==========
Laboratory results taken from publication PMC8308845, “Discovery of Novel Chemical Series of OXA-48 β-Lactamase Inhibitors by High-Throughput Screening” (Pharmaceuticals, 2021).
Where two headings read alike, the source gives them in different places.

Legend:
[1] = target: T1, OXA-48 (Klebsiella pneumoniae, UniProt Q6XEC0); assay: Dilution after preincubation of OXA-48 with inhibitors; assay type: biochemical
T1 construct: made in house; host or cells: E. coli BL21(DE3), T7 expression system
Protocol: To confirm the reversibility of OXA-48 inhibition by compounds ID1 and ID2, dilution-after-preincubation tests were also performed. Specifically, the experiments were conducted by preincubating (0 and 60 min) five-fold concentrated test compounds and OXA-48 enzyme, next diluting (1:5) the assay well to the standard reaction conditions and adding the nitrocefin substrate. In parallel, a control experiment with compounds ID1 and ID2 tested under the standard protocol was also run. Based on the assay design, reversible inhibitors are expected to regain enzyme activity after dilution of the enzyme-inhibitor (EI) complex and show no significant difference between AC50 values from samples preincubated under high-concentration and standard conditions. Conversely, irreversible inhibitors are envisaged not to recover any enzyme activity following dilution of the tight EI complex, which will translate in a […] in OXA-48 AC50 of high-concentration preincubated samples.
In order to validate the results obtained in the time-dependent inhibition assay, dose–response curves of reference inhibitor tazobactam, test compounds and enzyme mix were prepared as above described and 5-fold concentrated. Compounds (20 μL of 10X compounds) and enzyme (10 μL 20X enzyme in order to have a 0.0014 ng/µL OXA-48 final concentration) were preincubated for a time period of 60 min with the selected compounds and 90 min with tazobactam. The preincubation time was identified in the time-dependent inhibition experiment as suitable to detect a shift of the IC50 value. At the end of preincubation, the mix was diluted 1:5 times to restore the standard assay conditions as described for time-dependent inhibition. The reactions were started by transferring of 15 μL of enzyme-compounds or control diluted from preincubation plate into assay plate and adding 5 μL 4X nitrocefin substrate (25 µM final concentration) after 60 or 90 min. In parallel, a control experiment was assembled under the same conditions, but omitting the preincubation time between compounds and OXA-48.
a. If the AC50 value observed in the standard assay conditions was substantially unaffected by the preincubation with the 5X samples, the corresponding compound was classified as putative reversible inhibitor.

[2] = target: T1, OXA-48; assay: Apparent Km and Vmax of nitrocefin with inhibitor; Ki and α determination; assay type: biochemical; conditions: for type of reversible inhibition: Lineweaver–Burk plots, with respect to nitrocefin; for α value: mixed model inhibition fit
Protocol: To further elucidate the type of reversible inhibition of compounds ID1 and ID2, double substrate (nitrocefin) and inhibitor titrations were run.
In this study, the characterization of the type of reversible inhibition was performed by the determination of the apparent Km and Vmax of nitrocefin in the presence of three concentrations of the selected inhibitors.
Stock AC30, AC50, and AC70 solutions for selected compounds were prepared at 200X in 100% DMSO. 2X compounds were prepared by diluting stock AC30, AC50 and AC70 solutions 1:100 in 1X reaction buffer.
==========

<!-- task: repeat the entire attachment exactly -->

Laboratory results taken from publication PMC8308845, “Discovery of Novel Chemical Series of OXA-48 β-Lactamase Inhibitors by High-Throughput Screening” (Pharmaceuticals, 2021).
Where two headings read alike, the source gives them in different places.

Legend:
[1] = target: T1, OXA-48 (Klebsiella pneumoniae, UniProt Q6XEC0); assay: Dilution after preincubation of OXA-48 with inhibitors; assay type: biochemical
T1 construct: made in house; host or cells: E. coli BL21(DE3), T7 expression system
Protocol: To confirm the reversibility of OXA-48 inhibition by compounds ID1 and ID2, dilution-after-preincubation tests were also performed. Specifically, the experiments were conducted by preincubating (0 and 60 min) five-fold concentrated test compounds and OXA-48 enzyme, next diluting (1:5) the assay well to the standard reaction conditions and adding the nitrocefin substrate. In parallel, a control experiment with compounds ID1 and ID2 tested under the standard protocol was also run. Based on the assay design, reversible inhibitors are expected to regain enzyme activity after dilution of the enzyme-inhibitor (EI) complex and show no significant difference between AC50 values from samples preincubated under high-concentration and standard conditions. Conversely, irreversible inhibitors are envisaged not to recover any enzyme activity following dilution of the tight EI complex, which will translate in a […] in OXA-48 AC50 of high-concentration preincubated samples.
In order to validate the results obtained in the time-dependent inhibition assay, dose–response curves of reference inhibitor tazobactam, test compounds and enzyme mix were prepared as above described and 5-fold concentrated. Compounds (20 μL of 10X compounds) and enzyme (10 μL 20X enzyme in order to have a 0.0014 ng/µL OXA-48 final concentration) were preincubated for a time period of 60 min with the selected compounds and 90 min with tazobactam. The preincubation time was identified in the time-dependent inhibition experiment as suitable to detect a shift of the IC50 value. At the end of preincubation, the mix was diluted 1:5 times to restore the standard assay conditions as described for time-dependent inhibition. The reactions were started by transferring of 15 μL of enzyme-compounds or control diluted from preincubation plate into assay plate and adding 5 μL 4X nitrocefin substrate (25 µM final concentration) after 60 or 90 min. In parallel, a control experiment was assembled under the same conditions, but omitting the preincubation time between compounds and OXA-48.
a. If the AC50 value observed in the standard assay conditions was substantially unaffected by the preincubation with the 5X samples, the corresponding compound was classified as putative reversible inhibitor.

[2] = target: T1, OXA-48; assay: Apparent Km and Vmax of nitrocefin with inhibitor; Ki and α determination; assay type: biochemical; conditions: for type of reversible inhibition: Lineweaver–Burk plots, with respect to nitrocefin; for α value: mixed model inhibition fit
Protocol: To further elucidate the type of reversible inhibition of compounds ID1 and ID2, double substrate (nitrocefin) and inhibitor titrations were run.
In this study, the characterization of the type of reversible inhibition was performed by the determination of the apparent Km and Vmax of nitrocefin in the presence of three concentrations of the selected inhibitors.
Stock AC30, AC50, and AC70 solutions for selected compounds were prepared at 200X in 100% DMSO. 2X compounds were prepared by diluting stock AC30, AC50 and AC70 solutions 1:100 in 1X reaction buffer.